Religious thesis statement
A successful thesis statement is one that is made up of one or two sentences clearly laying out your central idea and expressing an informed, reasoned answer to your research question.
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Usually, the thesis statement will appear at the end of the first paragraph of your paper. An expository essay "exposes" the reader to a new topic; it informs the reader with details, descriptions, or explanations of a subject. If you are writing an expository essay , your thesis statement should explain to the reader what she will learn in your essay. For example:. These statements provide a statement of fact about the topic not just opinion but leave the door open for you to elaborate with plenty of details.
In an expository essay, you don't need to develop an argument or prove anything; you only need to understand your topic and present it in a logical manner.
Practicing Thesis Statements
A good thesis statement in an expository essay always leaves the reader wanting more details. Before creating a thesis statement, it's important to ask a few basic questions, which will help you determine the kind of essay or paper you plan to create:. In every thesis statement , you will give the reader a preview of your paper's content, but the message will differ a little depending on the essay type.
If you have been instructed to take a stance on one side of a controversial issue, you will need to write an argument essay. Your thesis statement should express the stance you are taking and may give the reader a preview or a hint of your evidence. The thesis of an argument essay could look something like the following:. These thesis statements are effective because they offer opinions that can be supported by evidence. If you are writing an argument essay, you can craft your own thesis around the structure of the statements above.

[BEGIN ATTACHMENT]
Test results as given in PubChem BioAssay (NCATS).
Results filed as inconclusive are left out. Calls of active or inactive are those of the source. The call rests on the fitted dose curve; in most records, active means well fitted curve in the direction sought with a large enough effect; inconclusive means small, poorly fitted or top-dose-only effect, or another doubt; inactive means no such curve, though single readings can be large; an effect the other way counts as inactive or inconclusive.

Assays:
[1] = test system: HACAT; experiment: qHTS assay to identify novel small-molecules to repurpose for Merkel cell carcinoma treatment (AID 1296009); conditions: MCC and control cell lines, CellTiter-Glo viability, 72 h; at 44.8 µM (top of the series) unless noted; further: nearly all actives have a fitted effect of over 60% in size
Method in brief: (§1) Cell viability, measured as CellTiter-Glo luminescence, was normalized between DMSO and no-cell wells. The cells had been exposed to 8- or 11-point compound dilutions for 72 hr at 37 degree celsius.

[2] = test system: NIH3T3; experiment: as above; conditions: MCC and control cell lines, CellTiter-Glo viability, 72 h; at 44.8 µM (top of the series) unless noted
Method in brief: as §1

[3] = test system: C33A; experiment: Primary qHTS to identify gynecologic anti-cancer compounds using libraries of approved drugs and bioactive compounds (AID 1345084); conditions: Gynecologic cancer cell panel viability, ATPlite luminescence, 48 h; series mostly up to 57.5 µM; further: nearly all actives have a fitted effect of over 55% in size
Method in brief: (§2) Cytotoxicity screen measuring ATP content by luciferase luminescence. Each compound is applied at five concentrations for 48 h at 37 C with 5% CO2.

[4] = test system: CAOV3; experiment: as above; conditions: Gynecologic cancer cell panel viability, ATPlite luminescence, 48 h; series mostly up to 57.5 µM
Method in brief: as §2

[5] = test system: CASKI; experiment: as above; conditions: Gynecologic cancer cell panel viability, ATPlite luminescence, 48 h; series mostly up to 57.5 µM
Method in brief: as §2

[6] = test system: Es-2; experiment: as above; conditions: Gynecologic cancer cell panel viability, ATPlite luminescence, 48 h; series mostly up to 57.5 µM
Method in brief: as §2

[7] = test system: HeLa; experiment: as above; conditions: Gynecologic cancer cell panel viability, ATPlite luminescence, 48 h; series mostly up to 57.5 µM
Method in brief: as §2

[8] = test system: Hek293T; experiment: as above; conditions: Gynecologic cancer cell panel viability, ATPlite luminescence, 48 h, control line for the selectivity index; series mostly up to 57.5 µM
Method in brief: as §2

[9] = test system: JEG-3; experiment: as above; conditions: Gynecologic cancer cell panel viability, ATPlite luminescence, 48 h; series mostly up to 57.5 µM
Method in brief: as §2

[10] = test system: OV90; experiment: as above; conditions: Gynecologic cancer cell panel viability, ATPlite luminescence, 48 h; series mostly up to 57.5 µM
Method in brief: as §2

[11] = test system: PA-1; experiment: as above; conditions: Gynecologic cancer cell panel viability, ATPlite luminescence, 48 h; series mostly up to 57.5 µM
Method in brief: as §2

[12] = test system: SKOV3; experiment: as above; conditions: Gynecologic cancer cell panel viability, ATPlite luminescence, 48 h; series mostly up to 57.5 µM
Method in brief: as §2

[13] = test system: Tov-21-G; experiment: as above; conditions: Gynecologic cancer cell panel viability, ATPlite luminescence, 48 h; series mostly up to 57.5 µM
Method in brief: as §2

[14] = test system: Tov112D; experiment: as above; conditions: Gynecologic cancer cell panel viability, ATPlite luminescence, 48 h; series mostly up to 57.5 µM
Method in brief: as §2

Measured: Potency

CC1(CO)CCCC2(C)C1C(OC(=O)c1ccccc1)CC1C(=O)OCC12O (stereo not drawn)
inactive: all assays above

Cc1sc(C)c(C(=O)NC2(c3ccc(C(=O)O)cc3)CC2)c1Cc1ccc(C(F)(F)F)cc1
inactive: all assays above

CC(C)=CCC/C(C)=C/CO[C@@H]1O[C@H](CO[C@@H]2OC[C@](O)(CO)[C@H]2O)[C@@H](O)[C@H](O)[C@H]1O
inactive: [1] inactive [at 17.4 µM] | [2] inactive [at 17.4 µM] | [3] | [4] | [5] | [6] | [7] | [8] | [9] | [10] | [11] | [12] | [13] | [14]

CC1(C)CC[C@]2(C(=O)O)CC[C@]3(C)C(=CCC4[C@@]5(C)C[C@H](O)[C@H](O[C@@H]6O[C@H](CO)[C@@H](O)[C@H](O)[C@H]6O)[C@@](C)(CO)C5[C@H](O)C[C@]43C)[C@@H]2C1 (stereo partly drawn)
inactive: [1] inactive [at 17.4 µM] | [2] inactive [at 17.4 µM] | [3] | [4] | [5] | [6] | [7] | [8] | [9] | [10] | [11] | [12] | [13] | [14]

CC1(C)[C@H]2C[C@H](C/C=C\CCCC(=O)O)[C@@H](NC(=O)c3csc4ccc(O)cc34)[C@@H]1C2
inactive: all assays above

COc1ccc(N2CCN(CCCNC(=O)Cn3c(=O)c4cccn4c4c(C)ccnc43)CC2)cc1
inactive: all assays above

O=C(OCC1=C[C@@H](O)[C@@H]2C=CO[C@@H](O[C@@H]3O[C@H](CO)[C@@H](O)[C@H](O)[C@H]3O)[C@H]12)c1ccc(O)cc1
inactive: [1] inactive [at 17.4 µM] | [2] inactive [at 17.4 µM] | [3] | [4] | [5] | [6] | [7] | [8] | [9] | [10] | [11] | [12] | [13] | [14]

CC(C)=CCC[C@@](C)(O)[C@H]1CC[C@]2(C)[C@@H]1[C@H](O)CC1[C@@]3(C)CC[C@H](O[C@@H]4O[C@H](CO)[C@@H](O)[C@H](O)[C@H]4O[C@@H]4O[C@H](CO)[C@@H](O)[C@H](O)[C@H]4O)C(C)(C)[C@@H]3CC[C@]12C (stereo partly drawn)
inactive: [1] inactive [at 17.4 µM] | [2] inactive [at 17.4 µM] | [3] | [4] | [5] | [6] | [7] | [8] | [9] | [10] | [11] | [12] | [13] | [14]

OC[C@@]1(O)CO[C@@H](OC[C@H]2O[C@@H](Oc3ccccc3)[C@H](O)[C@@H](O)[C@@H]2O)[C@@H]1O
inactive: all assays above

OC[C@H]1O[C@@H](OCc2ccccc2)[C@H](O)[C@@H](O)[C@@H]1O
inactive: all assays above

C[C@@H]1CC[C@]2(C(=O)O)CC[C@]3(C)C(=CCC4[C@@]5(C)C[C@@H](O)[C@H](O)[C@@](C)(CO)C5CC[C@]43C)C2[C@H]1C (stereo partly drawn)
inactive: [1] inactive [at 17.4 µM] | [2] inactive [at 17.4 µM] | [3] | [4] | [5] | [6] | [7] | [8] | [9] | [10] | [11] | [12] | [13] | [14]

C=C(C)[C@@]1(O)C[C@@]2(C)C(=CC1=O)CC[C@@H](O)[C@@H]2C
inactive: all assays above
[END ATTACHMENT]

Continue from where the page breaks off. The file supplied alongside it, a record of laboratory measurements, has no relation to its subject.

In an analytical essay assignment, you will be expected to break down a topic, process, or object in order to observe and analyze your subject piece by piece. Examples of a thesis statement for an analytical essay include:. Because the role of the thesis statement is to state the central message of your entire paper, it is important to revisit and maybe rewrite your thesis statement after the paper is written.
In fact, it is quite normal for your message to change as you construct your paper. Share Flipboard Email.
Grace Fleming has a master's degree in education and is an academic advisor and college enrollment counselor. She lectures and writes about study skills. Updated December 30, Since your readers know about the material, all you need to do is remind them of what is there. Your task is to analyze, not summarize.
Every single sentence in your paper should be in support of your thesis. Note: Some students find it helpful to include more tangentially related material to their topic in a footnote. This is a good way to let the instructor know that you know more than you can include in the body of your paper, and it is an acceptable practice in the field of religious studies.
Your helpful tips on how to complete your essay on religion
Critical Analysis. You may be critical of any given approach to the material that has been read or discussed, as long as you show that you have a good grasp of, and are being fair to, the argument that you are criticizing. A rule of thumb: when you criticize a viewpoint, give enough accurate information so the author of that viewpoint would agree that you have indeed presented what he or she said.